Steerage - Immigrant Journeys to Their New Home
On steamships, Steerage (or Tween Decks) and Third Class was the default choice of many immigrants from the 1850s through the 1930s. The conditions varied by steamship line and were likely to be relatively harsh compared to modern standards.
The expression "steerage passenger" means all passengers except cabin passengers, and persons shall not be deemed cabin passengers unless the space allotted to their exclusive use is in the proportion of at least thirty-six clear superficial feet to each passenger.
Pre World War 1 Conditions
Early steerage often housed hundreds of immigrants in one large room, often converted from cargo holds to hold what might have been described as human cattle. These potential new citizens were emigrants from many countries around the world who endured a journey unlike any other.
Westbound versus Eastbound Voyages in Steerage
The steerage from Liverpool to New York is one thing, the steerage from New York to Liverpool another. It is on the first-named voyage that one sees the wretched creatures huddling in groups like animals, shivering in abject terror at the motion of the water, croaking hoarsely in the obscure patois of remote European villages, and mumbling prayers at impromptu shrines.
Special Collections Related to Steerage
The GG Archives has an assortment of steerage class contracts, steamship tickets, and agent receipts that can assist you in identifying the type of document you have. These can also be used to illustrate your family history book as an example of what the contract may have looked like.
The Steerage Passenger collected a number of documents on their way to the new world. The GG Archives has a number of documents including Inspection Cards for Immigrants and Steerage Passengers, provided to steerage passengers and retained by them for identification through to their final destination.
Steerage souvenir passenger lists are exceedingly rare. With few exceptions, most steamship lines did not produce passenger lists for steerage passengers, as immigrants were unlikely to be a regular customer, nor was there any demand for a souvenir of a voyage that was likely far less than pleasant.
Books, brochures, articles, and other ephemera provided many illustrations of the conditions and experiences of immigrants traveling in steerage from the late 1800s through World War I. Students and Family Historians are welcome to use these illustrations in your reports and family histories.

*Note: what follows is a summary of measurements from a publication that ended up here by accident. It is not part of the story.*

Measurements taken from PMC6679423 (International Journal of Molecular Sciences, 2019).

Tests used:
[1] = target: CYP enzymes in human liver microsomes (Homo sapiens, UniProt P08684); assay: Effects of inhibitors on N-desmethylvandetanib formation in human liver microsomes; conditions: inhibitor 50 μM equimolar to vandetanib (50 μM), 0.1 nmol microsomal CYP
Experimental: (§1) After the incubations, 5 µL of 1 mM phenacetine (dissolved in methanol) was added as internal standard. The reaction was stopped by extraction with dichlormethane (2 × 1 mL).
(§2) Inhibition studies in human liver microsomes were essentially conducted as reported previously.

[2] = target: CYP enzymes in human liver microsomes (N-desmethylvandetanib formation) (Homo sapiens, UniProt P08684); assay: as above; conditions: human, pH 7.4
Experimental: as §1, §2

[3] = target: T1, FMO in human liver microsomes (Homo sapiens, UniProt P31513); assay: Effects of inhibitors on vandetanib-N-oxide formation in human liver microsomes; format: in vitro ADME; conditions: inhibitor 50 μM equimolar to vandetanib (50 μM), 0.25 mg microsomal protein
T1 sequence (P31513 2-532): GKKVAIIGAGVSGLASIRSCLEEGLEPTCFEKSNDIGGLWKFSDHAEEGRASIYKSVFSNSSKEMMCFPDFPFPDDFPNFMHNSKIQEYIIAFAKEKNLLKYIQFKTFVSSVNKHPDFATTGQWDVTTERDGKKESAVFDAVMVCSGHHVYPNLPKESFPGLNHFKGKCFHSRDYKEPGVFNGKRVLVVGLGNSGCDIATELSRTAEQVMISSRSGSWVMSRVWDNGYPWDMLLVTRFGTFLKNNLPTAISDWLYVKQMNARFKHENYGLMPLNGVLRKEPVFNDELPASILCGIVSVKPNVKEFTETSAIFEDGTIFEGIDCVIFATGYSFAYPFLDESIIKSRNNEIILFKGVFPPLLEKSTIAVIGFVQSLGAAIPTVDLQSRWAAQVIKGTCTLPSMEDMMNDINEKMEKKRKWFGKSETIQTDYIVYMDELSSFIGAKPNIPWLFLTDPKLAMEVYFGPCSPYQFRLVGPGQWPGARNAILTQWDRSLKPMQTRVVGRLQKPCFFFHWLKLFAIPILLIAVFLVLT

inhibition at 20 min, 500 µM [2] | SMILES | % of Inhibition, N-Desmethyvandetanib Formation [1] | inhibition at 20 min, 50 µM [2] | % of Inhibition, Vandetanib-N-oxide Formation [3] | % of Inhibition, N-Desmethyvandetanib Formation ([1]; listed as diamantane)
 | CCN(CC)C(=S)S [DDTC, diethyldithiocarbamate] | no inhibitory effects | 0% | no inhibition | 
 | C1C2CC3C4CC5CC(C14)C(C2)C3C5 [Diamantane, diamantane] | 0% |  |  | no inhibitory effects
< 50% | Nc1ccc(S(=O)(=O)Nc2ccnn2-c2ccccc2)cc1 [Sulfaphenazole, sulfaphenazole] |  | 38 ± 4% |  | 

Books, brochures, articles, and other ephemera provided many photographs of the conditions and experiences of immigrants traveling in steerage from the late 1800s through World War I. Students and Family Historians are welcome to use these photographs to illustrate your reports and family histories.
Immigrants Enduring Hardships
- Their Journey in Steerage
- Steerage Conditions: An Intractable Problem
Various steamship lines are enumerated; with details concerning their management as far as steerage passengers, that is, emigrants, are concerned. The article includes information on Ports of Call and Rates Charged for Steerage.
As the object of this inquiry is not immediately connected with the physical condition of emigrants on embarkation, but with accommodation given, and treatment received.
A British reporter takes a voyage on the Cunard Steamship Line in steerage and reports on the horrible conditions endured by immigrants.
In the steerage, where the heaving is greatest-that part of the ship often rises out of the water and, of course, goes down again-sickness is prevalent; yet children recover from sickness much sooner than their parents.
The passenger act, before referred to, affords protection to passengers against overcrowding, makes it obligatory to give them proper and sufficient food, air space, and in many respects promotes their comfort and safety.
The following racy (sic) sketch of the experiences of a steerage passenger (belonging to Montrose), in crossing the Atlantic in an Ocean Liner, will be of interest to many of our readers.
As a record of conditions already dead as the dodo, this honest account of a voyage from Liverpool to New 'York in 1888 is worthy of preservation in more convenient and enduring form than that in which it first appeared.
First-class passengers, accustomed to the excellent food of their cabin table, often speak of the fine odors arising from the cook's galley, where the ragouts and the "haricot de mouton" for the steerage are prepared.